As a business evolves, it will encounter the need to build credibility with outside parties, such as investors and lenders, and to make well-informed strategic decisions. In short, financial...Read more »
Budgeting: Part II
Budgeting: Part II
Doug Jones, Director Fahrenheit Finance
This seems to be the season for articles that throw budgeting and financial planning under the bus in favor of better strategic planning with an emphasis on words rather than numbers. The authors usually begrudgingly admit that the numbers have their place, but conclude that success is really all about having a clear strategic vision.
I will argue that it is not an either/or proposition, but rather that both words and numbers are important in planning. An oversimplified fictional example will make my point:
Let’s say that I have identified jazz fans as an underserved market segment, and I believe that there is an opportunity for a web site to be the definitive source of information on jazz recordings, jazz concerts, jazz books, jazz history, etc. I want to position myself as the one stop shop for people who are interested in jazz. In my strategic and business plans, I have defined all sorts of methods on how to attract jazz fans, how to get recording companies and concert promoters to advertise on the site, and even to earn commissions on sales made through the site. My strategic and business plans are clear, well thought out, well written and could win awards for their quality. So off I go to change the world!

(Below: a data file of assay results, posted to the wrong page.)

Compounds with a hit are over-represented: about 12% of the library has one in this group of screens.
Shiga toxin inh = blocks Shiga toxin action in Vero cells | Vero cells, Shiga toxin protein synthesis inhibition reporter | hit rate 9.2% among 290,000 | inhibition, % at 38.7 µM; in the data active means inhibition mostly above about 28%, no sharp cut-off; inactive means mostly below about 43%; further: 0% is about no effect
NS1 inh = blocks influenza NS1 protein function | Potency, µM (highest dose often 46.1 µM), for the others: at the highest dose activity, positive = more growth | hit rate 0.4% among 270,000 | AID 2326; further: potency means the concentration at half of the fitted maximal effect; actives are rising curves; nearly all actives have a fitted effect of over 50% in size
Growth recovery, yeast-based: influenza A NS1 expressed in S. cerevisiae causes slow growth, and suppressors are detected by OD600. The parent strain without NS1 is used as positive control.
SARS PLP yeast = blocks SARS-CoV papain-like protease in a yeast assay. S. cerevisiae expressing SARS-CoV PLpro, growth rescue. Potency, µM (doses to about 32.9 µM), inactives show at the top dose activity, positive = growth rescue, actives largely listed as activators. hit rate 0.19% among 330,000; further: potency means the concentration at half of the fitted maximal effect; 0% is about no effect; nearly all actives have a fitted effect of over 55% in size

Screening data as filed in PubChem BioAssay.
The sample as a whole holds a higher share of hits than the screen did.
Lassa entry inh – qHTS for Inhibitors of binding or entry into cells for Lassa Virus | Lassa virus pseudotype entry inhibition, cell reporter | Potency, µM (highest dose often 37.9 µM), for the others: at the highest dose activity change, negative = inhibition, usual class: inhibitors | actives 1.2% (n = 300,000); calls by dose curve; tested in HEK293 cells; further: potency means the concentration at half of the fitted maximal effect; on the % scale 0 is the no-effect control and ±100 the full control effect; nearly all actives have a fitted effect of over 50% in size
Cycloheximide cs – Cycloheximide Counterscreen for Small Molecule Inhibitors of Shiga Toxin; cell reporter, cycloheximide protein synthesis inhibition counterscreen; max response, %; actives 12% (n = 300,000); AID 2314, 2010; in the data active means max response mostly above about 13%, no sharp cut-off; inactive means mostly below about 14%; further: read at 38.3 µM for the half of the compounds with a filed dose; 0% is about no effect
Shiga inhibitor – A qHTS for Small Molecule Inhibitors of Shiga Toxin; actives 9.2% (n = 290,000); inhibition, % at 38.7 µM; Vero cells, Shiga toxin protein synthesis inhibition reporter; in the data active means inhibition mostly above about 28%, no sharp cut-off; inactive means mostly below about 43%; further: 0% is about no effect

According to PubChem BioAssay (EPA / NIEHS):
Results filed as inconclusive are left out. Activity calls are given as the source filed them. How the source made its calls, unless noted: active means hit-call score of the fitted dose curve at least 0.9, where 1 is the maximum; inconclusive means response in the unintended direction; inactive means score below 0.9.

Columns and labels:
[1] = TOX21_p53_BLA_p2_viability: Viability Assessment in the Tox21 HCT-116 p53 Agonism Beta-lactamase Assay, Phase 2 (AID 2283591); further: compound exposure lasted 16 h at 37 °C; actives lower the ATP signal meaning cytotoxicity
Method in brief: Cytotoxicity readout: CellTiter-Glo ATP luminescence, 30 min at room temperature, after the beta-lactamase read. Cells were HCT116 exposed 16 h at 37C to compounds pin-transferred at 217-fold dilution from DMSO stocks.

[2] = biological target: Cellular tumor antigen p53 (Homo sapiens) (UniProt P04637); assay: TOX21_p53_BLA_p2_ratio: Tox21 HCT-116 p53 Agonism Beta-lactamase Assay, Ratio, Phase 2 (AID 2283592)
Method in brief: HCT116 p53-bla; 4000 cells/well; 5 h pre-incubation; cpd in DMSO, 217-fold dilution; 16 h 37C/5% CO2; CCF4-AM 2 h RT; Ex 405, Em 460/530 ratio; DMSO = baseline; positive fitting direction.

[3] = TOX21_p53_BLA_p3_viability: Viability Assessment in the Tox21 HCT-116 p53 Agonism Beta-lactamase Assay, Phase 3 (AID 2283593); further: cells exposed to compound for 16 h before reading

But let’s suppose that I spent some time on the numbers. Costs are usually the easier part of a plan to quantify: personnel, computer equipment and services, advertising and marketing, etc. And let’s say I come up with projected annual costs of X.
On the revenue and margin side, there is as much art as science, but one can use statistics from similar industries, input from marketing consultants, gut feel and other sources to come up with a range of possibilities from various types of advertising, media and other promotional efforts. It won’t be perfect, but it will start to give a range of reasonable possibilities for sales and margins.
In this case, let’s assume that even with the best case, the everything generates way more than we expected case, revenue and margin assumptions, we still come out to X minus of margin, for as far out as we can project. That means a loss into perpetuity. Time, as they say, for Plan B.
So let’s not play favorites: For a start up or an established business we need both the words and the numbers to do effective planning.
Please feel free to email or call (804-955-4440) Doug Jones, Director at Fahrenheit Finance on any accounting or finance issues related to your small or middle market business.